FRAMINGHAM, Mass.-Financial institutions are spending lots of money fighting fraud, but security experts say they could do better when it comes to mitigating fraud and detecting money laundering.
"There's a lot being spent by bankers to keep these risks at bay," Michael Versace, a research director at IDC Financial Insights, told Bank Technology News, an affiliate of Credit Union Journal.
Versace says global spending on bank risk will be about $70 billion this year, with security spending reaching about $28 billion. He says that's growing at about 15% per year, so the anti-crime tech market looks bullish.
This level of investment suggests there's plenty of awareness of crime such as fraud and money laundering. But experts say what needs to change to meet the new threats is the strategic approach. Institutions will need to organize the way they fight fraud and other crime around the entire enterprise, breaking down departmental silos and bringing together isolated fraud fighting efforts such as anti-money laundering, insider fraud and payments fraud.
Three Keys To Fighting Fraud
Versace and Bob Beckett, senior director of worldwide data and insight for Dun & Bradstreet (D&B), spoke with Bank Technology News about emerging fraud and crime threats, and offered some tips as to how institutions can change their approach to improve effectiveness of prevention.
D&B says three of the keys to fighting fraud are acting quickly to spot potential fraud at the point of sale, verify fraud on the spot via reliable business data, and continuously track fraud to improve prevention.
The good news when it comes to data is most banks are already improving data management for other purposes. That includes new analytics tied to structured, internal transactional data; and unstructured external sources such as social media.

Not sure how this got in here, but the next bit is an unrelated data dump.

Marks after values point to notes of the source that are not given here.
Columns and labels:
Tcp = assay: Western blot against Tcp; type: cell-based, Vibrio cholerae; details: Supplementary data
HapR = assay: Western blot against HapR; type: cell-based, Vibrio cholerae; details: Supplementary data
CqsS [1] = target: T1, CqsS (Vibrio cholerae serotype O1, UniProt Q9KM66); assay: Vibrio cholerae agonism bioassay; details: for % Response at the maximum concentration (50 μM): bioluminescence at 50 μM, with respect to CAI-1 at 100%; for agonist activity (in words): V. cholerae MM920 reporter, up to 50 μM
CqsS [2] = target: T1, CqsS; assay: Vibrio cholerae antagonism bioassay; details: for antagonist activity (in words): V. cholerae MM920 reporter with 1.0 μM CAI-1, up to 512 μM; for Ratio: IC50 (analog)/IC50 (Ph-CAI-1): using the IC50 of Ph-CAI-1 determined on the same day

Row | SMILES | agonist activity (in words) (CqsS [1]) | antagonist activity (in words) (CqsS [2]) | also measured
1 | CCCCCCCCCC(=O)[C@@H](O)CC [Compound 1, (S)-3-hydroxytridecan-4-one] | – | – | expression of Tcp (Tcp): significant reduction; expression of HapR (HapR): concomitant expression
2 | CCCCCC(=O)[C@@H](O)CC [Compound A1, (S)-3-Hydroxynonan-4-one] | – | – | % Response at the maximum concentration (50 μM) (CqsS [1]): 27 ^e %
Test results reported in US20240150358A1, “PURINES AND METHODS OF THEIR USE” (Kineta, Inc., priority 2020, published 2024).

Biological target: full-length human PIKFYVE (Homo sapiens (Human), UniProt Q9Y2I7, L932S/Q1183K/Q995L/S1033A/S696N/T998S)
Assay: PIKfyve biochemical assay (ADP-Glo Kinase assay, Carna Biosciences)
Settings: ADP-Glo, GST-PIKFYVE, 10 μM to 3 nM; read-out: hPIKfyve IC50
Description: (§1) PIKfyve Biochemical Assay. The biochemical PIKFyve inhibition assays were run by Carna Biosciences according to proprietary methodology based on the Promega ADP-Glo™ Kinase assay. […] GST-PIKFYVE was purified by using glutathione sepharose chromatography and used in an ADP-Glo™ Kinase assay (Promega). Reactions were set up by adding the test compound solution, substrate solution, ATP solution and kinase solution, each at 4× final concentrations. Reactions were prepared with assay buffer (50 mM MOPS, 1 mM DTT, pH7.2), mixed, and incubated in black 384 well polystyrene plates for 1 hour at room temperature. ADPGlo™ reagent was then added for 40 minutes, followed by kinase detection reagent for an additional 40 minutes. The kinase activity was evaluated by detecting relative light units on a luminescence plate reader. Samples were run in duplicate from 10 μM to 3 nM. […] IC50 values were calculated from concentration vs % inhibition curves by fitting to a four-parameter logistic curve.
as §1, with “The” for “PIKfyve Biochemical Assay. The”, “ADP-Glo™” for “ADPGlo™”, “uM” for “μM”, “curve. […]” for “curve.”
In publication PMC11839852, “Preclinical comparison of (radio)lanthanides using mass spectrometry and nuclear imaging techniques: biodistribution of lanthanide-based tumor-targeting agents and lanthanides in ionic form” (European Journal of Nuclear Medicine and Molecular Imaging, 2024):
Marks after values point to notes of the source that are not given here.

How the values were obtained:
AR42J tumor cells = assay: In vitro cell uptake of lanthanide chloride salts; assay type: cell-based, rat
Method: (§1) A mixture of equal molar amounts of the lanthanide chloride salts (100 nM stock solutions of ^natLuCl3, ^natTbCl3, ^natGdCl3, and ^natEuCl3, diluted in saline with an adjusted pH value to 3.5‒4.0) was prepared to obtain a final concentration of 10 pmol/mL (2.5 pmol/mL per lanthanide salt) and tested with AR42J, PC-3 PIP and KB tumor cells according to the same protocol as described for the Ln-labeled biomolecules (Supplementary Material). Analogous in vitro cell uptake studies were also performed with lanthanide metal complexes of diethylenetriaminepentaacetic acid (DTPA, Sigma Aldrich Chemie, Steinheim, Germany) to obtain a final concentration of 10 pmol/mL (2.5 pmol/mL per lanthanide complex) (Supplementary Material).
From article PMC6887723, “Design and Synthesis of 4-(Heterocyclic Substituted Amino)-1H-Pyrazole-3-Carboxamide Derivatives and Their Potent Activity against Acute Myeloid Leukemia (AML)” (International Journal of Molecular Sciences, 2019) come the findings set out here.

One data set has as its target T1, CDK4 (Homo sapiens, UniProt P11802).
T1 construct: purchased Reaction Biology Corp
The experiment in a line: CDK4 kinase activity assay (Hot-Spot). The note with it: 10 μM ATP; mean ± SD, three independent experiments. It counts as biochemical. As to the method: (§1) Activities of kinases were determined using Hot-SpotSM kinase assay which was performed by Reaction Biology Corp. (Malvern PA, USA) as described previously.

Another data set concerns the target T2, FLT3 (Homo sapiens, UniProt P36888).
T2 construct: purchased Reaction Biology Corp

The data centralization projects that are underway at banks across the globe to centralize disparate sources of internal and external data are being used mostly for credit risk and marketing. This integration, which creates more breadth and depth of user and transaction information, can make the behavioral and probabilistic modeling used by new anti-money laundering technology to locate potential threats, because more relationships are taken into account.
Beckett says data is still distributed across departments, and the centralizing of data that's helping marketing can also help ensure the legitimacy of consumers, internal users and third parties, as well as track transactions and communication to spot trouble.
"What we find with customers [bank clients of D&B] is they have disparate databases across the organization, in the sales, retail, investment or leasing channels. Often what we see is [the bank] has acquired or been acquired and there are different back-end systems with different data sets."
Beckett says there are subtle differences in the way consumers engage different channels and departments at FIs, and these discrepancies can contribute to the siloing that makes aggregating data difficult.
Versace noted new software can integrate CRM and transaction systems to produce a picture of a consumer's financial relationships, transaction history, and demographic info, and match it with real-time transacting tracking.